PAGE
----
Say for example in Jesus’s time they saw a feller talikn’ on a cell phone, or flyin’ a plane. Well a lot of those fellers would have likely concluded that chap was a deity. Seems to me your analogy to the low limits of the Darwinian mechanism amount to much the same thing: you don’t, at the present time, understand how that works, so you ascribe it to ID. Once upon a time we didn’t understand how life through natural selection adapts to many diverse, hostile environments. Now even the most ardent of creationists doesn’t deny microevolution. Because we understand how it works.

But pahdner, I just don’t see ya givin’ any scientific alternative to the origins of life on earth whatsoever and I see you puttin’ on your faith hat from time to time and talikin about the mind and heart of God. And pard, I’m fine with thst, you say some mighty wise and pleasin’ things about the Prime Feller. It’s just not scientific that’s all.

Gary Gilbert, Spectrum, and Pseudogenes
“Keep searching. God is found by those who honestly want to find the truth – pahdner.”

I surely will son; but in my own fashion I think I already have: in the grace of the mystery of the unknown. You see oblvion doesn’t scare me but surrender to dogma does. In the end a man, or woman for matter, better have faith in himself and keep his eyes wide open about reality. Science is the sharp toothpick to keep those eyelids open, while dogma is the drug to make one snooze. Ya’ all stay wake now, pahd. πŸ™‚

Recent Comments by george

Science, Methodological Naturalism, and Faith
@ Dr. Pitman

How did you make the segue from the creation story to Alexander the Great as historical science? What am I missing here – did someone actually witness the creation story and write about it?

Let’s try to stay inside the ball park on analogies shall we?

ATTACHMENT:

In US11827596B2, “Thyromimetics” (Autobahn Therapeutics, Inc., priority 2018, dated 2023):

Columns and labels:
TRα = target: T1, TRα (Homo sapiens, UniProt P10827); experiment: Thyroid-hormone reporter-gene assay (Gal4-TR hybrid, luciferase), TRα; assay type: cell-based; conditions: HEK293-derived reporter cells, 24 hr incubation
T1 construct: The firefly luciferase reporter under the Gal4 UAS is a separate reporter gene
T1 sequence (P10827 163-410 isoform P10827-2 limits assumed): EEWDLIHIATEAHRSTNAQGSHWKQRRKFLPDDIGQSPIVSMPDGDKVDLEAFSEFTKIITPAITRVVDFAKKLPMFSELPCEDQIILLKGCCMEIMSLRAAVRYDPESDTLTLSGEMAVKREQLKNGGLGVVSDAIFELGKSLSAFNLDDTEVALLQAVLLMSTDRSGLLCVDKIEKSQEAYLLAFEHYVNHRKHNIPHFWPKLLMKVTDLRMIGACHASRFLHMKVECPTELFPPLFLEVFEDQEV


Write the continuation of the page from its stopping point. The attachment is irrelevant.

Science, Methodological Naturalism, and Faith
“Again, why do you believe that Alexander the Great really did the various things that historians claim he did.”

Who said I did?

History is often recorded by the victors who may well gild the lily. Different historians may say different things about him. Some may have been eye witnesses, some may have not relying on hearsay. Some may have had a bias. Take all history with a grain of salt by considering the sources and margin for error I say.

However you’re not just talking about claims of the Bible, you’re talking about the claims of EGW. Do you have some empirical proof that she actually visited those worlds she described? If so where is your corroborating evidence of any sort? In short is your belief about EGW’s vision of extra terrestial based on any science whatsoever?

Science, Methodological Naturalism, and Faith

Have you ever read how much resistance Darwin faced when Origin of Species was first published? Many of the scientific establishment opposed him. In fact I have read that natural selection did not become a centerpiece of modern evolutionary biology until the 1930’s and 1940’s.

Darwin, like Pasteur has stood the test of time, notwithstanding the lack of initial scientific consensus. Who knows, perhaps one day YEC or YLC may ascend to the scientific pantheon? Have to find evidence for 6 day creation and how biodiversity emanated from the Ark though πŸ™‚
Until then, I’m afraid they are just so stories.

Science, Methodological Naturalism, and Faith
Did you notice that you have unilaterally used the analogy of Alexander the Great of which I have never studied or alluded to?

Are you equating EGW’s vision of extra terrestrial life to a battle on earth? Proverbial apples and oranges, but your silence and evasion of the science behind EGW’s vision is deafening.

Science, Methodological Naturalism, and Faith
@ Bob and Sean

Is EGW’s vision scientific? Is it corroborated or falsifiable?

Ask yourselves honestly why you believe in it. If it is because of your faith that is fine, but if it has some scientific, empirical basis, as Dr. Pitman likes to tote, you need to establish that basis. Otherwise it is a ‘just so’ theological story.

Also, I think a couple of my previous comments on this topic never made it out of the cyber editing room. I didn’t think they were offensive so I’m not sure why they were not posted. πŸ™‚